Like his idols, Mr. Elonis' diatribes/lyrics targeted those he felt wronged him, although he insists they were cathartic jokes not promises of true violence.  In an Oct. 10, 2010 post directed at his wife, he wrote:

If I only knew then what I know now, I would have smothered your ass with a pillow, dumped you in the back seat, left your body in Toad Creek and made it look like rape and murder.

In another post he wrote:

There’s one way to love you but a thousand
ways to kill you. I’m not going to rest until
your body is a mess, soaked in blood and dying
from all the little cuts. Hurry up and die, b**ch,
so I can bust this nut all over your corpse from
atop your shallow grave. I used to be a nice guy
but then you became a sl*t. Guess it’s not your
fault you liked your daddy raped you.
So hurry up and die, b**ch, so I can forgive you.

After that post, Tara Elonis (then 25) in November sought a personal protection-from-abuse order (PPO).  She testified:

I felt like I was being stalked.  I felt extremely afraid for me and my children and my family's lives.

Tara Elonis
Tara Elonis accused her husband of "stalking" her after he posted threatening lyrics about her on Facebook, after she left, taking the pair's kids.  The pair divorced in 2012.
[Image Source: Badoo/]

A judge agreed and issued an order barring Mr. Elonis from contact with his wife and kids, citing the posts as evidence.  Mr. Elonis would subsequently post the WKUK-derived/inspired rant, writing:

Did you know that it’s illegal for me to say I
want to kill my wife?
It’s illegal.
It’s indirect criminal contempt.
It’s one of the only sentences that I’m not
allowed to say.
Now it was okay for me to say it right then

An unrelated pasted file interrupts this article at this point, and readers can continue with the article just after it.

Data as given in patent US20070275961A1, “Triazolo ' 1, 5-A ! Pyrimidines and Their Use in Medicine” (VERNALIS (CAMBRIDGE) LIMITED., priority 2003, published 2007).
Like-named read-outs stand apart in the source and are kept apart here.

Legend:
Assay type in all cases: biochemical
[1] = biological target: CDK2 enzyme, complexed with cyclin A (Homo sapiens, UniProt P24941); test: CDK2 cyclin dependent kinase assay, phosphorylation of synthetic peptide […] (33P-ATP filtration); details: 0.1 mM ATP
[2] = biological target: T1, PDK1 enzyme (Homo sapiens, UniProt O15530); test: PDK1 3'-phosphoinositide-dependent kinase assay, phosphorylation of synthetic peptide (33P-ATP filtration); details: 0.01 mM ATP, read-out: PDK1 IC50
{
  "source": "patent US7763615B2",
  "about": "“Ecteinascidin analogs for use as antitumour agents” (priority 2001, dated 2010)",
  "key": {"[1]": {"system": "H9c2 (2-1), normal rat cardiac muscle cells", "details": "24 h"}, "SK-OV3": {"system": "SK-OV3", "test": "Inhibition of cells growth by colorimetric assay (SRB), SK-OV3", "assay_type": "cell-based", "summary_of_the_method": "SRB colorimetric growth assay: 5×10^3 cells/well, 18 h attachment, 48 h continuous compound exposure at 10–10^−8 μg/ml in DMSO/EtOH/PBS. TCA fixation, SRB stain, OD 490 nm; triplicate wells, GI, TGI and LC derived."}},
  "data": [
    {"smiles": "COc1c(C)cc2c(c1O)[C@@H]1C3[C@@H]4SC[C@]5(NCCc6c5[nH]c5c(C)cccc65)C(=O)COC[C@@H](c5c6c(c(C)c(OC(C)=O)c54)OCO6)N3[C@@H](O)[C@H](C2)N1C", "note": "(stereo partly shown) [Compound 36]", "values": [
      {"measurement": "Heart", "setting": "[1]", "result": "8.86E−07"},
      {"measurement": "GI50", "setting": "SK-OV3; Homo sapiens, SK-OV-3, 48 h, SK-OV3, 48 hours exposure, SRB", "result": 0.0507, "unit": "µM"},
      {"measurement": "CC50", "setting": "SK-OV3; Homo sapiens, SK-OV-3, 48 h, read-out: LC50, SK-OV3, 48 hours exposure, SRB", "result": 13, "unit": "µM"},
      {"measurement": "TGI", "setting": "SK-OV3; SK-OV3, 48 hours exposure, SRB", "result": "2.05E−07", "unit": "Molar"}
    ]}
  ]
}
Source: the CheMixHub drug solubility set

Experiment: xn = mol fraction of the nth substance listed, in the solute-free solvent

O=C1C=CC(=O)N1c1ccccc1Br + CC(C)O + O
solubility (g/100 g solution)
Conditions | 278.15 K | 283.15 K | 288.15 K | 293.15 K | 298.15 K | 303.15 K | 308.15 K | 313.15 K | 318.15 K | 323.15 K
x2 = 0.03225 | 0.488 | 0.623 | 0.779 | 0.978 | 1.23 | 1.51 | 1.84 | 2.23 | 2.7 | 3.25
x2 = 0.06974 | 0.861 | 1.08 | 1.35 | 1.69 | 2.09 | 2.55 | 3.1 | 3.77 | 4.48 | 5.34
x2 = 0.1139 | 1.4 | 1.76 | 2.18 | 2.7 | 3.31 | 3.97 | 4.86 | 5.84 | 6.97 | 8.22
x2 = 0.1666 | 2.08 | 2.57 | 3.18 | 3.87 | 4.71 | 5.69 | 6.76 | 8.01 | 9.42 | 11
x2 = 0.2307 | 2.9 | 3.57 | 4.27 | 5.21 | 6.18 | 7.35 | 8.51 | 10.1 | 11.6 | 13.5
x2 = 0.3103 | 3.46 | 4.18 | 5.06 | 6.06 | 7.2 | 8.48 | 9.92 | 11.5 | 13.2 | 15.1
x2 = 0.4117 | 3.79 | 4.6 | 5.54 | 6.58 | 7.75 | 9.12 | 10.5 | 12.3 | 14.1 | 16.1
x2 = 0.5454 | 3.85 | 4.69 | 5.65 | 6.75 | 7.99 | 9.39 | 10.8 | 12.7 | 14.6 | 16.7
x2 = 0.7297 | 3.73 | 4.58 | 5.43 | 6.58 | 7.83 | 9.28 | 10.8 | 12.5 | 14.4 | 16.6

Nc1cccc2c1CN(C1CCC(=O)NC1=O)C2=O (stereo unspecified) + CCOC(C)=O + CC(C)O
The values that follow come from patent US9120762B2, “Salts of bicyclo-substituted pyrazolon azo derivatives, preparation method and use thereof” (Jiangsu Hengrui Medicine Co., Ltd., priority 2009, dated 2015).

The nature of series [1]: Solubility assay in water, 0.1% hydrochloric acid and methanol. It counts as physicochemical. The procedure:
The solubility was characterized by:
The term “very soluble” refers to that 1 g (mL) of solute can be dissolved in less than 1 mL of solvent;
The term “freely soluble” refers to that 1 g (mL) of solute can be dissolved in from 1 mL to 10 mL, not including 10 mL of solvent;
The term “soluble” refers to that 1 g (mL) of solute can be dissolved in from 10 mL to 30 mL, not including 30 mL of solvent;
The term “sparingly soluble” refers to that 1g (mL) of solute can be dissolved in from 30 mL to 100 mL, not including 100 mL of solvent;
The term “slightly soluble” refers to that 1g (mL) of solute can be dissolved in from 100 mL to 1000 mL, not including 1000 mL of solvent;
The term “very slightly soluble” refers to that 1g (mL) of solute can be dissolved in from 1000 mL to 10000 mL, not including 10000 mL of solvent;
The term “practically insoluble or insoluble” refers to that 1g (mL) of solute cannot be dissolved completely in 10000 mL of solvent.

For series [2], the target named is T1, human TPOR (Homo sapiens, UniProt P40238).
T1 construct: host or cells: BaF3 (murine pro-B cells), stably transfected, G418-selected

because I was just telling you that it’s illegal for
me to say I want to kill my wife.
I’m not actually saying it.
I’m just letting you know that it’s illegal for me
to say that.
It’s kind of like a public service.
I’m letting you know so that you don’t
accidently go out and say something like that
Um, what’s interesting is that it’s very illegal to
say I really, really think someone out there
should kill my wife.
That’s illegal.
Very, very illegal.
But not illegal to say with a mortar launcher.
Because that’s its own sentence.
It’s an incomplete sentence but it may have
nothing to do with the sentence before that.
So that’s perfectly fine.
Perfectly legal.
I also found out that it’s incredibly illegal,
extremely illegal, to go on Facebook and say
something like the best place to fire a mortar
launcher at her house would be from the
cornfield behind it because of easy access to a
getaway road and you’d have a clear line of
sight through the sun room.
Insanely illegal.
Ridiculously, wrecklessly, insanely illegal.
Yet even more illegal to show an illustrated
======[ __ ] =====house
: : : : : : : ^ : : : : : : : : : : : :cornfield
: : : : : : : : : : : : : : : : : : : :
: : : : : : : : : : : : : : : : : : : :
: : : : : : : : : : : : : : : : : : : :
######################getaway road
Insanely illegal.
Ridiculously, horribly felonious.
Cause they will come to my house in the middle
of the night and they will lock me up.
Extremely against the law.
Uh, one thing that is technically legal to say is
that we have a group that meets Fridays at my
parent’s house and the password is sic simper

That description, which would later be later characterized in court as a detailed description of how to kill his estranged wife, would later come back to haunt him.
III. Sexual Harassment Complaint, Facebook Post Led to His Firing
As his relationship was on the rocks, Mr. Elonis' work life was also crumbling.  At the time he was working as "an operations supervisor and a communications
technician" of the local amusement park, Dorney Park & Wildwater Kingdom.  Amber Morrissey filed a sexual harassment complaint against Mr. Elonis.  The complaint led to him being demoted by his supervisor, Daniel Hall, the chief of security at Dorney Park.
Much as he did with his wife, Mr. Elonis turned to "artistic expression" to drown his sorrows at the situation.  He posted a picture of Ms. Morissey he had taken at a haunted theme event the previous year.  In the picture he was dressed as a demon and was holding a knife to Ms. Morrisey's throat, which had makeup blood.  In the Facebook caption he wrote, "I wish."
Halloween Haunt
After being fired from the amusement park Dorney Park, Mr. Elonis posted threatening lyrics about the 2011 Halloween Haunt (pictured). [Image Source: TripAdvisor]